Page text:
ISTANBUL, Turkey (AP) - No moment of Pope Benedict XVI's upcoming trip may be as closely watched as his walk through the majestic Haghia Sophia, a domed complex whose history spans Istanbul's stormy evolution from Christianity to Islam.
It's not the homage to early Christianity that has many Turks on edge, it's how Benedict could choose to pay his respects. Any gesture perceived as worship, even as simple as making the sign of the cross, could be viewed as a serious affront by his hosts and undermine the Vatican's attempts to rebuild good will with Turkey as a bridge to other Muslims nations.
"The pope is treading on very sensitive ground as soon as he enters Haghia Sofia," said Dogu Ergil, a professor of social and religious trends at Ankara University.
But it requires a sweeping view of Turkish attitudes to understand why.
Haghia Sophia — "Holy Wisdom" in Greek — rose from the ruins of an earlier church in the 6th century and now holds 15 centuries of religious and political history under its massive central dome and multicolored marble columns.
It was the architectural and spiritual marvel of Christian Byzantium until the city — then known as Constantinople — fell to Muslim forces in 1453. Crosses and other Christian symbols were defaced and it became one of the most renowned mosques of the expanding Ottoman Empire.
In 1935, it again was transformed — this time into the Ayasofya museum during the secular reforms of Mustafa Kemal Ataturk, who built modern Turkey from the Ottoman ruins. Religious services are prohibited and Benedict's visit Thursday is considered by Turkish officials as only sightseeing.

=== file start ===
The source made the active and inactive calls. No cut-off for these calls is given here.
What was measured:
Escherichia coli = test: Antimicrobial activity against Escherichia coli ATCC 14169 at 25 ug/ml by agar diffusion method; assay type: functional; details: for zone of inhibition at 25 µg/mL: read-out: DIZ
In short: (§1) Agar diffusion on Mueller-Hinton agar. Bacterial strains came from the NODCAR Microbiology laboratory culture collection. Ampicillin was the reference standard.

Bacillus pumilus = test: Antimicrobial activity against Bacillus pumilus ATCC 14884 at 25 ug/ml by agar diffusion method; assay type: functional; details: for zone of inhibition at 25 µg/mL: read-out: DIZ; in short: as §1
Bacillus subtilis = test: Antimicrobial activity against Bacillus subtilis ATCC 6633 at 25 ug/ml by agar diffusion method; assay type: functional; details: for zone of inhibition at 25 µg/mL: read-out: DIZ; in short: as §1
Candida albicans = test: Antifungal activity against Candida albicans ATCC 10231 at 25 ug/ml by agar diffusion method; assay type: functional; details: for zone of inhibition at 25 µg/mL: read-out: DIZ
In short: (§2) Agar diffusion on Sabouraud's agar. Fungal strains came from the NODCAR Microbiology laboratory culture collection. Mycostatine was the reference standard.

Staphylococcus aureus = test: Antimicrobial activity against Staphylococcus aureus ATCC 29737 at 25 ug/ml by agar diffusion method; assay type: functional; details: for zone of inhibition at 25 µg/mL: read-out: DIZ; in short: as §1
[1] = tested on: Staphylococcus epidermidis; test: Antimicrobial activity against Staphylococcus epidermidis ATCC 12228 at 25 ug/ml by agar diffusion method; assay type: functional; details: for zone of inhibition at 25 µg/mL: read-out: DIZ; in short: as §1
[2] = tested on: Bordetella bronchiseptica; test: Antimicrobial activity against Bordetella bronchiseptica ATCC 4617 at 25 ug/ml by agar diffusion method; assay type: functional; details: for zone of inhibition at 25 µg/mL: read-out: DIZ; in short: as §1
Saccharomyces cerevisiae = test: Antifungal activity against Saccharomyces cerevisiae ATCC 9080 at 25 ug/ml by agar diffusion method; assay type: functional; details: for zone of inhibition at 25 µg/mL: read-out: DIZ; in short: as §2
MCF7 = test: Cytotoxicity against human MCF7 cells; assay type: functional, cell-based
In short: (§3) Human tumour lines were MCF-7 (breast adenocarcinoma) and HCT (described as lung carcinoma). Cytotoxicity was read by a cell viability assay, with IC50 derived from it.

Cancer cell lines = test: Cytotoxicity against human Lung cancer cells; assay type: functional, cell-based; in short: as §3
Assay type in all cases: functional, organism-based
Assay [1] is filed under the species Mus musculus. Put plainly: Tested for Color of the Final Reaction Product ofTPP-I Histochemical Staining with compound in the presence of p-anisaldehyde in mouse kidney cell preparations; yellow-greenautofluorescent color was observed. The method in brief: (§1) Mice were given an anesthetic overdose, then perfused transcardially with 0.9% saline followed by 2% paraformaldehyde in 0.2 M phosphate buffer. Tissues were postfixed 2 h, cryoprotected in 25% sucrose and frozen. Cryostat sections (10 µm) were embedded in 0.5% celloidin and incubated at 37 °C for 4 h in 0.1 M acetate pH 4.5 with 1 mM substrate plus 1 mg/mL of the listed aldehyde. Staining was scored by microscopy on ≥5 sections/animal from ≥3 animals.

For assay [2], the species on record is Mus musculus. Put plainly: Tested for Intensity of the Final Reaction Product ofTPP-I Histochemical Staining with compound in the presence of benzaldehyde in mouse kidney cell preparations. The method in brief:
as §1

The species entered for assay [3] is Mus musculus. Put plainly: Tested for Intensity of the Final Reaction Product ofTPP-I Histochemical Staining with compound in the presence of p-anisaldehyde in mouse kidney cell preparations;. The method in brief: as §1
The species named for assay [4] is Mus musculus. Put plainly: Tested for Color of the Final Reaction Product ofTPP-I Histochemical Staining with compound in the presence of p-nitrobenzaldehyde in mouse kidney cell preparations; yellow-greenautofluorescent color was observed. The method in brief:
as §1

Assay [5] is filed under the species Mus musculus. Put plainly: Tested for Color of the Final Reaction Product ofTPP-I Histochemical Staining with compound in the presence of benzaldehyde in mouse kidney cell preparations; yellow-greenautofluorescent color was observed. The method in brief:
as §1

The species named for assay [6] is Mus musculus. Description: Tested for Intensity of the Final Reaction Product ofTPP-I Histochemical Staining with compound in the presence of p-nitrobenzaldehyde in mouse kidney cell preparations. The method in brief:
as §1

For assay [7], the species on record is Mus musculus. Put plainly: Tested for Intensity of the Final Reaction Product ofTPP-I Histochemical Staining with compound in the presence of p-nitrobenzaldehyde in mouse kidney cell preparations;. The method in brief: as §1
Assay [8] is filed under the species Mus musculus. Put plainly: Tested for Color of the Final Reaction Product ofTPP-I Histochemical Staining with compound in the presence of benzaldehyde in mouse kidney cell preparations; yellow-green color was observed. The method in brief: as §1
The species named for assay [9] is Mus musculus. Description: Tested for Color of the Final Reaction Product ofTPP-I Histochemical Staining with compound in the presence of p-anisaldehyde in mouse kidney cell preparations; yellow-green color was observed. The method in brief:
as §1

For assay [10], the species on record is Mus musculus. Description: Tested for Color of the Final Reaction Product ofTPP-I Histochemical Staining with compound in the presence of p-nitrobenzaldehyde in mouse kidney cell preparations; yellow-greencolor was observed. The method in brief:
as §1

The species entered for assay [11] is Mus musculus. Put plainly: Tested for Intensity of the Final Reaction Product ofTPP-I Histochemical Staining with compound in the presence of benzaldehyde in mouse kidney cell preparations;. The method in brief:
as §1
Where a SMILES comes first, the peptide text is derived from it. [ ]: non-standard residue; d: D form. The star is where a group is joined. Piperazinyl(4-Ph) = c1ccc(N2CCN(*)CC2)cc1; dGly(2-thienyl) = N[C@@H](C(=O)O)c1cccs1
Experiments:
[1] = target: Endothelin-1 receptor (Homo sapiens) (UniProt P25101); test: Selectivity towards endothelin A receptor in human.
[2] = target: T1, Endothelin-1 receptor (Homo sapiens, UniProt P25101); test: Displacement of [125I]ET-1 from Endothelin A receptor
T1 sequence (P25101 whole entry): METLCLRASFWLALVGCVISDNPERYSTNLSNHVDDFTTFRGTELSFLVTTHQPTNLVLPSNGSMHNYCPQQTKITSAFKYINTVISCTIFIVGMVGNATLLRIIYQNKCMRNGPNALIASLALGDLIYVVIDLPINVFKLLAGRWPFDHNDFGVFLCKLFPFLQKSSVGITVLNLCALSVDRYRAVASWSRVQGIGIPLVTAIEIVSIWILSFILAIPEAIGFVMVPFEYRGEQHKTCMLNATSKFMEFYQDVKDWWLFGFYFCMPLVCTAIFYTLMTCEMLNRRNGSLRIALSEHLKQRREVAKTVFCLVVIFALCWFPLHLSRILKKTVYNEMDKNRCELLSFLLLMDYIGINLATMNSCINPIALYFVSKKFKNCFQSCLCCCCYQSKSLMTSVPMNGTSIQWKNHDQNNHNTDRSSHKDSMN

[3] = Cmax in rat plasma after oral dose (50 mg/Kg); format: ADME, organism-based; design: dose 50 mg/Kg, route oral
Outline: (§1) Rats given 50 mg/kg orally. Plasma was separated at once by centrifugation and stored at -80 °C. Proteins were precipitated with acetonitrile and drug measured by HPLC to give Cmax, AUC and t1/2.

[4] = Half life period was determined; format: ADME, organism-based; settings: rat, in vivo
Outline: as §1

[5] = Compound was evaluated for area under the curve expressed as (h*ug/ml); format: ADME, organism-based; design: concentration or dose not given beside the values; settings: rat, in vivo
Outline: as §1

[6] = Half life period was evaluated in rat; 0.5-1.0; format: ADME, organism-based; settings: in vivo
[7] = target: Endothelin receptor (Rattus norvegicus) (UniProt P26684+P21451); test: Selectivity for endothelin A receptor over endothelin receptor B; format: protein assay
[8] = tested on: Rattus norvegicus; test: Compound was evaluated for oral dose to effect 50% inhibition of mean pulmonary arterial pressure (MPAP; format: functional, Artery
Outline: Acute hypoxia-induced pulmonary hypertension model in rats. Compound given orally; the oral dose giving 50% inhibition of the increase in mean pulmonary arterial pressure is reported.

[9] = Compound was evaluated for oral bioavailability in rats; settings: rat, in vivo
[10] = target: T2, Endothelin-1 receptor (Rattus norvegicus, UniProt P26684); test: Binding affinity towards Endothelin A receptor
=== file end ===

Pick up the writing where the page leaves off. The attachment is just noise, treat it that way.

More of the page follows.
An open act of piety by the pontiff would likely enrage Turkish nationalists, who hold sway over the political and military establishment, as a perceived signal of Christian claims to the site and a challenge to Turkish sovereignty.
"The risk is that Benedict will send Turkey's Muslims and much of the Islamic world into paroxysms of fury if there is any perception that the pope is trying to re-appropriate a Christian center that fell to Muslims," said an editorial in Turkey's independent Vatan newspaper.
It's another complication amid many for Benedict during his four-day visit to Turkey beginning Tuesday.
On Sunday, more than 25,000 demonstrators filled a square in Istanbul to denounce the pope and his remarks in September in which he quoted a medieval Christian emperor describing the teachings of the Prophet Muhammad as "evil and inhuman."
Some placards made reference to the 1453 Islamic conquest of the city. One read: "Constantinople is forever Islamic."
Another sign featured a snake with two heads: one of Benedict and the other Ecumenical Patriarch Bartholomew I, spiritual leader of the world's more than 250 million Orthodox Christians and caretaker of the vestiges of a once-flourishing Greek Orthodox community in Turkey.
The pontiff's pilgrimage to Istanbul is mostly about building stronger bonds with Orthodox churches, which split with the Vatican nearly 1,000 years ago over disputes including papal authority. But Benedict also plans a brief stop at the 17th century Blue Mosque — which faces Haghia Sophia — as a "sign of respect" toward Muslims, said Vatican spokesman the Rev. Federico Lombardi.
There have been no discussions between the Vatican and Bartholomew's office on the protocol for Haghia Sophia, said the Rev. Frank Marangos, a spokesman for the ecumenical patriarchate. "We have no information on what the pope plans," he said.
Things have gone both ways on previous papal visits.
In 1967, Pope Paul VI dropped to his knees in prayer as stone-faced Turkish officials, including the foreign minister and a top general, looked on. But Pope John Paul II made no outward gestures of worship during his tour in 1979.
Last week, about 40 members of an ultranationalist party occupied Haghia Sophia, shouting "Allahu akbar!" — "God is great!" in Arabic — and kneeling to perform Islamic prayers.
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